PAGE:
If you would like to visit us to experience our MBA, or be put in touch with an alumnus to learn more about our culture, one of our Talent Acquisition professionals can help you arrange this: firstname.lastname@example.org
The MBA degree is in itself a brand. When considering doing an MBA, some applicants already have an archetypical student envisioned. The vision may be a positive or negative one, but in either case, it’s almost definitely too narrow.
The MBA Career Services and Employer Alliance (MBA CSEA) provides reporting guidelines for the MBA industry globally. They list 7 official categories for functions, such as Human Resources and Information Technology, and 14 official categories for industries, such as Energy and Retail. This illustrates the point that an MBA is relevant for people far beyond traditional stereotypes.
Our own class composition varies greatly year to year. In the Full-time Class of 2018, the most represented pre-MBA industry was Consulting. In the Full-time Class of 2019, it was Manufacturing. In the current Full-time Class of 2020, it is Financial Services. Each year, we have attendees coming from a range of industries as diverse as Hospitality, Non-Profit and Transportation and Logistics Services.
Regardless of which professional backgrounds our MBAs have, many of them change function or industry during the MBA. Enabling change is one of the main motivations to do an MBA. Amongst the Full-time Class of 2019 who were employed within 3 months of graduation, 37% changed function, industry and country. A further 40% made two of the three changes. In the Part-time Class of 2019, 30% changed function and 23% changed industry.
Each MBA has its own culture that influences the in-programme experience. For instance, amongst our exchange partner schools, sustainability is an emphasis at Copenhagen Business School, while an Asian perspective on global business differentiates Nanyang Technological University. Key regional or national industries influence which companies an MBA programme collaborates with. In Switzerland, Manufacturing, Pharmaceuticals and Financial Services are large drivers of the economy. Thus, we work with companies from these industries on a regular basis. Some MBA programmes deliver an exclusively case-based curriculum, such as Harvard Business School and IESE, while others have a broader mix of lectures, projects and case studies.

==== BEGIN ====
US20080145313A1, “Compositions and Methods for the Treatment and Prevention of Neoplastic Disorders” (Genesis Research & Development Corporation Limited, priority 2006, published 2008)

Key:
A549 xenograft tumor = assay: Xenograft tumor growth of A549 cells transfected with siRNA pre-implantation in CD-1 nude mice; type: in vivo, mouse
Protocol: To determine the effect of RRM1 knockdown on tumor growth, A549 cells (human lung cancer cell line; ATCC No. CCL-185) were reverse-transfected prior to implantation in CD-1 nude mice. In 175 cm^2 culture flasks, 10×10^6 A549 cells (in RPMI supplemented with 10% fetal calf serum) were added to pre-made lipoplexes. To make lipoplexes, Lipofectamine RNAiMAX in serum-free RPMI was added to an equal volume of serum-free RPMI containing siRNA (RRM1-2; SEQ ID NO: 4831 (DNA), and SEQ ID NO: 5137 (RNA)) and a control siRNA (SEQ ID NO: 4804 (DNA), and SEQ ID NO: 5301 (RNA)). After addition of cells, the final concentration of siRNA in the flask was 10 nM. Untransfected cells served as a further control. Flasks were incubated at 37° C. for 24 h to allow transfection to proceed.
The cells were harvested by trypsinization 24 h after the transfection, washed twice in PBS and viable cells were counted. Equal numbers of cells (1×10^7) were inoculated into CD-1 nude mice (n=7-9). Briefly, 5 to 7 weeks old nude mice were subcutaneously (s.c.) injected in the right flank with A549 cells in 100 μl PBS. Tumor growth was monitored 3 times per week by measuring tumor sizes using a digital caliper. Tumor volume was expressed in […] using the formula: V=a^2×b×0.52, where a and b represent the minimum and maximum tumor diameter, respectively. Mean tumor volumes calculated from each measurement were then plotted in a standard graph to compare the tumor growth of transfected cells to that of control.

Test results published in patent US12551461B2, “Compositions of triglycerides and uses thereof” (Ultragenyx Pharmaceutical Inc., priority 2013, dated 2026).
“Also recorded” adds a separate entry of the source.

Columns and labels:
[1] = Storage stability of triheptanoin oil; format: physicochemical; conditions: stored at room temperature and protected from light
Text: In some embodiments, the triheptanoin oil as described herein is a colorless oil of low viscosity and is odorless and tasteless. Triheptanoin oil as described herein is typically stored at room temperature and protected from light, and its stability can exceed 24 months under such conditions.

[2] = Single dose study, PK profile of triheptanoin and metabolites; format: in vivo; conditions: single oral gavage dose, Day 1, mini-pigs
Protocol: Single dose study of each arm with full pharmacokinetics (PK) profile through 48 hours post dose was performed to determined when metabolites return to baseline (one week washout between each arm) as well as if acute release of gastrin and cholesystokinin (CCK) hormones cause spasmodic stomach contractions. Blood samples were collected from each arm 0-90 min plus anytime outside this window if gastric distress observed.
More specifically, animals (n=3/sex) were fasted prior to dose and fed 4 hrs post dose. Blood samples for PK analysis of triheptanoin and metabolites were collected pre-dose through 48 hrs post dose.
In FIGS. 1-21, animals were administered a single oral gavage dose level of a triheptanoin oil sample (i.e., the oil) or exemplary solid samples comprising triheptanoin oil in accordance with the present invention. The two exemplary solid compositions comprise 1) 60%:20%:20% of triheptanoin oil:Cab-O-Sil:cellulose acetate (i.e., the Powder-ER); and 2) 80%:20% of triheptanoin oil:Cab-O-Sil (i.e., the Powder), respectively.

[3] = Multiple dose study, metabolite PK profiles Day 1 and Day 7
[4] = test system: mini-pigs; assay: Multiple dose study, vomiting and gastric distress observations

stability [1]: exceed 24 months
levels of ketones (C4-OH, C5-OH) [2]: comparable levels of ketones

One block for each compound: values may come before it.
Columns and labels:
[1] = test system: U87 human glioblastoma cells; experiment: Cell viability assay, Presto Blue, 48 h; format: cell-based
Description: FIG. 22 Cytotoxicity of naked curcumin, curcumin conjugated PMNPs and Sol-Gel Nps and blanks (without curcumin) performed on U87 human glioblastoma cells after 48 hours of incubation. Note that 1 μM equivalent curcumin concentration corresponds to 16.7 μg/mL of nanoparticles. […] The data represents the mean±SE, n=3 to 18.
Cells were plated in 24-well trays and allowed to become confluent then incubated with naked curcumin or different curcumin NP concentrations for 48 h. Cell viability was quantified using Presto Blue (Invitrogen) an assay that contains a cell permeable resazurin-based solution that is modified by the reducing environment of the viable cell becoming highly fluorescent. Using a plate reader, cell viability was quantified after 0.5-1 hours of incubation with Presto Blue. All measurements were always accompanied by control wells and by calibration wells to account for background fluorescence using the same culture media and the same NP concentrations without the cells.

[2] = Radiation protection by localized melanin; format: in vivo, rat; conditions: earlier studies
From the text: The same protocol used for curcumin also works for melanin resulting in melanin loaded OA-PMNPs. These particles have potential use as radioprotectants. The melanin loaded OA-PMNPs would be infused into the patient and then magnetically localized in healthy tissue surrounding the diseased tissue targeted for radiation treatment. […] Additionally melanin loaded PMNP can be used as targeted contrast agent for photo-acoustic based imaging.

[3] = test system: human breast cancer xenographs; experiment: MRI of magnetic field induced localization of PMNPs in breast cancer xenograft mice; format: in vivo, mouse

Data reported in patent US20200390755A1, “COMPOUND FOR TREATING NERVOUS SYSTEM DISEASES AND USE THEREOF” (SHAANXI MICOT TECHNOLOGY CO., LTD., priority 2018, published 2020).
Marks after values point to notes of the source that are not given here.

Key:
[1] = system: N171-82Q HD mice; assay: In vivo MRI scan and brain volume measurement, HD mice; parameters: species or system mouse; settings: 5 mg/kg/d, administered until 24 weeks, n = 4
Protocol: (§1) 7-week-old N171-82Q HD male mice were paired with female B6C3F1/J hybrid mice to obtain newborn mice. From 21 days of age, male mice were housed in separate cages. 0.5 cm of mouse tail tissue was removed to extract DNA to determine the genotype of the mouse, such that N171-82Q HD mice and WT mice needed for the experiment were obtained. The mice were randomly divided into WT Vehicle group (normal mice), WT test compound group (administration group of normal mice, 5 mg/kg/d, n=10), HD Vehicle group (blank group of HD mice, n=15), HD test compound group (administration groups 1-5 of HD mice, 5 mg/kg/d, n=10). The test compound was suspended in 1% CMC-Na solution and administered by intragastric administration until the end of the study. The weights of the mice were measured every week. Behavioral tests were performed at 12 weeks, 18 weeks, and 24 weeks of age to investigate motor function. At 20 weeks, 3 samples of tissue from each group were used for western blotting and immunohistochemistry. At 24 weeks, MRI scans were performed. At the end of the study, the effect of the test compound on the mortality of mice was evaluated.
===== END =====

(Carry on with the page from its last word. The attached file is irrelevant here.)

Culture is also formed through extracurricular activities. These can be self-directed or school-facilitated. University of St.Gallen MBAs often go hiking or skiing on the weekend, whereas MBAs at our partner school Imperial Business School can take full advantage of London’s endless options for dining and cultural events. To give examples of school-facilitated experiences, we participate in the annual Zurich Marathon and Team Run, and the University is home to many clubs, such as the St.Gallen Art Club (which was co-founded by MBA alumni and gives guided tours of collections and events like Art Basel). When envisioning yourself in an MBA programme, think about the pros and cons for each geographic location and find out what special events your target schools organize. These all impact the experience you have and the classmates you will meet. There is an MBA for everyone, but not every MBA is for everyone. You need to find your best match.
It is always recommended to visit whenever possible. A few years ago, we received feedback from applicants that our imagery on social media and marketing material wasn’t fully representative of the culture they experienced in-person when visiting campus. We had taken many photos at special events, such as company visits and graduation ceremonies. At these events, our MBAs were dressed more formally than regular days on campus. By overusing these formal images, and not showcasing day-to-day life, we unconsciously presented a stiff image of ourselves. We have since become more conscious to ensure we reflect all sides of the MBA experience in our visual communications. Nevertheless, our photography mishap example underscores the value of visiting a school to get a true feeling for how you will fit in. If you can’t visit, speaking to alumni is another good way to gain additional context on culture.